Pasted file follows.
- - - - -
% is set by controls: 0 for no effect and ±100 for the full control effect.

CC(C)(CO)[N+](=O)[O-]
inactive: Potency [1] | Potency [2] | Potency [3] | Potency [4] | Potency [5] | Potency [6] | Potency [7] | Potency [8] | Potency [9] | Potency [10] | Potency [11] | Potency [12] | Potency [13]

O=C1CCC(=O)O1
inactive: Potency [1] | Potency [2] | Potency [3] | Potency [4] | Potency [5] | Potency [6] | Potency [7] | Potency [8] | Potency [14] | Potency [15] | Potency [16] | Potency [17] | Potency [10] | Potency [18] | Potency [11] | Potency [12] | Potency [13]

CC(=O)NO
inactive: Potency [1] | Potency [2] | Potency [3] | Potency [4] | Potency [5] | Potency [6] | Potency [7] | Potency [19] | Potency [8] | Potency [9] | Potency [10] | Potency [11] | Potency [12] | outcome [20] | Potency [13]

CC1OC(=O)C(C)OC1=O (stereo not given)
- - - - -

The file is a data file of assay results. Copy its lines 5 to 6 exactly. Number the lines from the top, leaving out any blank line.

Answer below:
inactive: Potency [1] | Potency [2] | Potency [3] | Potency [4] | Potency [5] | Potency [6] | Potency [7] | Potency [8] | Potency [14] | Potency [15] | Potency [16] | Potency [17] | Potency [10] | Potency [18] | Potency [11] | Potency [12] | Potency [13]

CC(=O)NO